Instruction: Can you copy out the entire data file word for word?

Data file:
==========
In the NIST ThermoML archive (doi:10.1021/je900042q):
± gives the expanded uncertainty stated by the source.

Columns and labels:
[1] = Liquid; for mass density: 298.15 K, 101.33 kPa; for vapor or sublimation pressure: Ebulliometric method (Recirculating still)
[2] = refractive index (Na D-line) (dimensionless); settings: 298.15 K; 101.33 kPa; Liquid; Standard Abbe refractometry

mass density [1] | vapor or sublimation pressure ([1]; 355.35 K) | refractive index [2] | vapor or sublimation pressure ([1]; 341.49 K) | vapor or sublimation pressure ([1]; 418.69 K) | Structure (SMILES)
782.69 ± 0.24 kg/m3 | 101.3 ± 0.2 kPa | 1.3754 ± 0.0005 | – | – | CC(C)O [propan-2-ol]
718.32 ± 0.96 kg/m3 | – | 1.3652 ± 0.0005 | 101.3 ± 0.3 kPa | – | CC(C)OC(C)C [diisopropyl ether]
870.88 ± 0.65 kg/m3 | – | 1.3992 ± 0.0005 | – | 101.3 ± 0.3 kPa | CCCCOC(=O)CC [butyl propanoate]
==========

In the NIST ThermoML archive (doi:10.1021/je900042q):
± gives the expanded uncertainty stated by the source.

Columns and labels:
[1] = Liquid; for mass density: 298.15 K, 101.33 kPa; for vapor or sublimation pressure: Ebulliometric method (Recirculating still)
[2] = refractive index (Na D-line) (dimensionless); settings: 298.15 K; 101.33 kPa; Liquid; Standard Abbe refractometry

mass density [1] | vapor or sublimation pressure ([1]; 355.35 K) | refractive index [2] | vapor or sublimation pressure ([1]; 341.49 K) | vapor or sublimation pressure ([1]; 418.69 K) | Structure (SMILES)
782.69 ± 0.24 kg/m3 | 101.3 ± 0.2 kPa | 1.3754 ± 0.0005 | – | – | CC(C)O [propan-2-ol]
718.32 ± 0.96 kg/m3 | – | 1.3652 ± 0.0005 | 101.3 ± 0.3 kPa | – | CC(C)OC(C)C [diisopropyl ether]
870.88 ± 0.65 kg/m3 | – | 1.3992 ± 0.0005 | – | 101.3 ± 0.3 kPa | CCCCOC(=O)CC [butyl propanoate]